Hypothesis / aims of study
Pressure changes within the vagina have historically been used to assess the effectiveness of a voluntary pelvic floor muscle (PFM) contraction. The perineometer, a balloon type device has been used extensively to determine ‘strength’ and ‘function’ of the pelvic floor. However, due the design of these devices, the pressure changes reflect global pressure change within the vagina, making it impossible to discriminate between an increase in abdominal pressure and that induced by PFM.
It is well recognised that a pressure profile exists along the vagina, and the mid (high) pressure zone corresponds to the anatomical location of the PFM (1). Measurement and display of this profile provides a more comprehensive and effective means of biofeedback to inform women whether they are performing effective voluntary PFM contractions. This information should thus be provided when using a biofeedback device for PFM training (PFMT).
femfit® (Figure 1) is an intravaginal biofeedback device, consisting of eight pressure sensors (positioned at 10 mm intervals), that measures the vaginal pressure profile (2). Simultaneous detection of different vaginal pressure zones enables the user to discriminate between abdominal and PFM pressures, and provide comprehensive biofeedback on PFMT technique.
The aim of this study was to investigate if a pressure sensor array is more effective at determining PFM contractions, and to understand which of the distal sensors measured peak PFM pressure when contracting in supine and upright positions.
Study design, materials and methods
This is a secondary analysis from a prospective interventional randomised pilot study of women with predominately stress urinary incontinence (leakage at least 3 times per week, over the last 3 months).
In the parent study, sixty participants were randomised into two groups. The biofeedback group used the femfit® system (device and mobile application) to complete PFMT (intervention) for twelve weeks. Non-biofeedback used the same mobile application and followed the same PFMT protocol as the biofeedback group, but did not but did not use a femfit® device (control).
A PFM physiotherapist completed blinded assessments of each participant. The femfit® was used to measure pressure generated by the pelvic floor during a voluntary maximal PFM contraction while supine, which was then repeated while upright (3 × 5 second contractions in each position). The physiotherapist inserted the femfit® to ensure it was positioned correctly for each participant. To minimise study bias, the physiotherapist did not provide guidance or encouragement to the participant on how to perform a contraction. These PFM contractions (as measured by the femfit®) captured PFM function characteristics.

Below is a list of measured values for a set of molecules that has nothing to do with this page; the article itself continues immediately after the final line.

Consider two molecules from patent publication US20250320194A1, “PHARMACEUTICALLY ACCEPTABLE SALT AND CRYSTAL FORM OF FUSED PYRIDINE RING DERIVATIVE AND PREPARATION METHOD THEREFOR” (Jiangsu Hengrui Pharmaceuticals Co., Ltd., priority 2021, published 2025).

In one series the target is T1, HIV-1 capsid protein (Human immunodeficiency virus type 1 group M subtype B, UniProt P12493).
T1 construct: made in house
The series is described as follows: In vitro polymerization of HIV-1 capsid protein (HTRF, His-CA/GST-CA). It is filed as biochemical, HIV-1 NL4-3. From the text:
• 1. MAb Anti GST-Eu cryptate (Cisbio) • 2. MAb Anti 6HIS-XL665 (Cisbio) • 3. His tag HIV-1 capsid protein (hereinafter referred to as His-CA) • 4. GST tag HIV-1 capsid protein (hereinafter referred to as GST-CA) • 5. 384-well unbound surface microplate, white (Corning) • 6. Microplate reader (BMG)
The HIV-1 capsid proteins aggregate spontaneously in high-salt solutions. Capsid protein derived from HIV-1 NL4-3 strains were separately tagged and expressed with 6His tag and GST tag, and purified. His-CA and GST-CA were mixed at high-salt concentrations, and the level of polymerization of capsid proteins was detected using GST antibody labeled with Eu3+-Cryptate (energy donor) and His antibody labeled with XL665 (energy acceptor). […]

This secondary analysis used descriptive statistics to investigate the sensor that detected peak PFM pressure (during maximal voluntary PFM contraction). Pressure data from distal sensors 1 to 6 (Figure 1) was used to identified peak PFM pressure for each PFM contraction in both supine and upright positions. When participants had the same sensor detect peak PFM pressure for at least two of their three PFM contractions (for that posture position), this was defined as the dominant sensor.
A total of 99 voluntary maximal PFM contractions in supine, and 99 in the upright position were analysed from 33 study participants.
In the supine position, 28 women (85 %) had the same sensor detect peak PFM pressure for each of their three PFM contractions, indicating internal consistency. The remaining five women (15 %) had the same sensor detect peak PFM pressure for 2/3 of their contractions. Between participants, the most frequent dominant sensor was sensor 3 (33 %), followed by sensor 1 (18 %). Only one participant (3 %) had sensor 6 as their dominant sensor.
In the upright position, 22 women (67 %) had the same sensor detect peak PFM pressure for all three PFM contractions. Four participants (12 %) had the same sensor for 2/3 contractions, and two participants (6 %) had a different sensor for each of the three contractions. For the 31 participants with a dominant sensor, the most frequent sensor was sensor 6 (35 %), followed by sensor 1, 2 and 5 with five participants (16 %) each.
A summary of the dominant sensor spread between patients is given in Figure 2. Overall, the mean dominant sensor was sensor 3 in supine (SD: ±1.4) and sensor 4 in upright (SD: ±2.0). In supine, the median dominant sensor was sensor 3, while in upright the median was sensor 5.
When changing posture from supine to upright, seven participants (21 %) had the same sensor detect peak PFM pressure for all three contractions in both positions. For 11/31 participants (35 %), their dominant sensor while upright was adjacent to their dominant sensor in supine (e.g. sensor 1 in supine and sensor 2 in upright).
Interpretation of results
Overall, multiple distal sensors detected a peak PFM pressure during maximal voluntary PFM contraction. The vaginal pressure profile is likely to change dependent on posture, device placement, anatomical adjustment to an internal device and natural anatomical movement. The array of eight pressure sensors used in this study can accommodate this variation. This analysis highlights that a global pressure change (measured by a perineometer) would not capture the magnitude of PFM pressure generated during a voluntary PFM contraction, whereas a pressure sensor array can.
It is promising to see that, for the majority of women when performing repeated PFM contractions in the same position, femfit® detects peak PFM pressure in the same anatomical location, demonstrating the repeatability and reliability of the device.